Starring: Jesse Metcalfe, Dennis Haysbert, Keegan Connor Tracy, Marie Avgeropoulos
Written by: Tim Carter, Michael Ferris
Directed by: Pat Williams
Running time: 96 minutes
Dead Rising: Endgame is the sequel to 2015’s Dead Rising: Watchtower and based upon the zombie survival videogame series by Capcom. While it’s not necessary to have seen the first film I would recommend it as this is a direct sequel, picking up just months after the events in the earlier film. Jesse Matcalfe returns as investigative reporter Chase Carter, who continues to sneak into quarantined section of East Mission City to try and locate his partner Jordan (Keegan Connor Tracy) who disappeared in the first film and to spy on the mysterious military movements taking place.
Chase is approached by a former executive from a shadowy tech/pharmaceutical company. He tells Chase and his girlfriend Sandra that he left the company when he discovered they were working with the military to launch and operation to kill over a million people who are possibly infected and fitted with tracking devices in order to stop the outbreak. Chase and his companions must make a deadly trek through thousands of zombies into the heart of the quarantined zone in order to shut down the computer servers before they can activate their deadly failsafe action. The military forces are led by General Lyons and played by Dennis Haysbert who seems to be a default actor when they need someone to play a tough military officer.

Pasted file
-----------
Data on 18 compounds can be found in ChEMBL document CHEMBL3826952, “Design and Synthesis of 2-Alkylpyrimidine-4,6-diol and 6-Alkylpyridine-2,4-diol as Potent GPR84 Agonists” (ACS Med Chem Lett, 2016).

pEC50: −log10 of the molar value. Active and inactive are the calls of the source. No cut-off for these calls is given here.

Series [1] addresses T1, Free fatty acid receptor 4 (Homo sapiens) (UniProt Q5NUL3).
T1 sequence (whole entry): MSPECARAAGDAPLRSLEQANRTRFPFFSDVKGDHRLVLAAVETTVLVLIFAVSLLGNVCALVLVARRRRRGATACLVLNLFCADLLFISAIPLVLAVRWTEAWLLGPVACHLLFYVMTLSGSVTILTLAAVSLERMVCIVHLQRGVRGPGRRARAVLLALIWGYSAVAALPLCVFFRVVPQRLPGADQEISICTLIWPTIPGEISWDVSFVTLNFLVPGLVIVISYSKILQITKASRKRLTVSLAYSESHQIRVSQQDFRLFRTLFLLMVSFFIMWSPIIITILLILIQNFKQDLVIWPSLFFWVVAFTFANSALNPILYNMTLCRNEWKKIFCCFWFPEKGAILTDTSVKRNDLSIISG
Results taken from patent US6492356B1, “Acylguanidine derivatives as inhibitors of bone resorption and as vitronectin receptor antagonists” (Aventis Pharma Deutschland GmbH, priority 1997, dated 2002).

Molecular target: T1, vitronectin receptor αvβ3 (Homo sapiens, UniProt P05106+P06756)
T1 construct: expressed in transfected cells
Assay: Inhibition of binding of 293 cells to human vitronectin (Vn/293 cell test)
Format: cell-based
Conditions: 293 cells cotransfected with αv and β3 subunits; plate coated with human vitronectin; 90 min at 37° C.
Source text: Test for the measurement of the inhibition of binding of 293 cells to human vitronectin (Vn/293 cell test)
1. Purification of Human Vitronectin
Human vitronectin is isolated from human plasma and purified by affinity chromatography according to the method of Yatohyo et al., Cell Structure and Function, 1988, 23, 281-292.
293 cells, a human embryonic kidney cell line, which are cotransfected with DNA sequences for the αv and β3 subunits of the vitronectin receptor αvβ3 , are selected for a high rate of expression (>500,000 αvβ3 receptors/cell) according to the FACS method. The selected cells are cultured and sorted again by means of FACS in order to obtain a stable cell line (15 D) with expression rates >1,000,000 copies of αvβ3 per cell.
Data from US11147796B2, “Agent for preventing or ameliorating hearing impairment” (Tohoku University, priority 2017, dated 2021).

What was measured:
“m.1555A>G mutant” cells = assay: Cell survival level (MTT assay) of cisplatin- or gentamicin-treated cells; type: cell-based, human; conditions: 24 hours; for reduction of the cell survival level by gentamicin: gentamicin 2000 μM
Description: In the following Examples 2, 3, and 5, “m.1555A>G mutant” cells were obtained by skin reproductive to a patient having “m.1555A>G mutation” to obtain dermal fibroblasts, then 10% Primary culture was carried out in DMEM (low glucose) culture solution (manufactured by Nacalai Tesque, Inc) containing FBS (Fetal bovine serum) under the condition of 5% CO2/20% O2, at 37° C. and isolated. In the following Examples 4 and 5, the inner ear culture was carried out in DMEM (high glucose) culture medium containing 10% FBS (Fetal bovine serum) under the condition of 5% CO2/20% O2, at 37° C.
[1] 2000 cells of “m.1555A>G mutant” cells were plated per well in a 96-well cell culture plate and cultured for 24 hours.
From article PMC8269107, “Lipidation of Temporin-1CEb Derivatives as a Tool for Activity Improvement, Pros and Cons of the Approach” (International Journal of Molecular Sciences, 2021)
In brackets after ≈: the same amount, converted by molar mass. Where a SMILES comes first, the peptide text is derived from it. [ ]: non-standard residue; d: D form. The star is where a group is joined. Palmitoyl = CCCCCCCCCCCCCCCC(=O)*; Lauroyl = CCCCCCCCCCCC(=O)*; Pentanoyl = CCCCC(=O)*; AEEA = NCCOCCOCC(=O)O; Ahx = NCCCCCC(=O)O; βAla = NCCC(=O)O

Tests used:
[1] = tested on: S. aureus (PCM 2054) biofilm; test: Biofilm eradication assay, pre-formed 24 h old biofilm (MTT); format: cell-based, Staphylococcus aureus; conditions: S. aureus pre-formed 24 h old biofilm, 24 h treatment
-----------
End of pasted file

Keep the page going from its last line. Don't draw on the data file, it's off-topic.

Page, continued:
Dead Rising has never been a great videogame series but part of its appeal was you could pick up just about any object and use it as a weapon, from shopping carts to hubcaps and everything else, and then combine items together for customized weapons. That was a major element in the Dead Rising: Watchtower that played to the strength of the game. Sadly that aspect is missing here. For most of the film the characters are using various firearms and it is not until late in the film that they have to use their resources to build weapons.
Another problem is the fact that the zombies begin to evolve from the traditional mindless, shuffling zombies to more intelligent, fast moving zombies. I suppose it depends on what flavor zombies you prefer but I’ve always felt that zombies were harrowing enough on their sheer numbers and methodical drive without turning them into track stars.
I get the appeal of films based on videogames as they obviously come with a built-in audience. But the audience is looking for that same experience onscreen that they have on their gaming consoles. Dead Rising: Endgame strays too far away from its gaming roots and what we get is a mundane zombie action flick with one dimensional characters and a threadbare plot. This one is strictly for zombie film die-hards or fans of the game series.
• Featurettes on the characters of Chase Carter, Jill Ekland, Jordan Blair, and Sandra Lowe.
• “Bringing Zombies To Life”- Short montage of behind-the-scenes work on the zombie makeup.
• “From Game To Screen”- A look at bringing the videogame series to life
• “Making The Weapons”- A look at the weapons used in the movie.
• A sheet of 7 zombie tattoos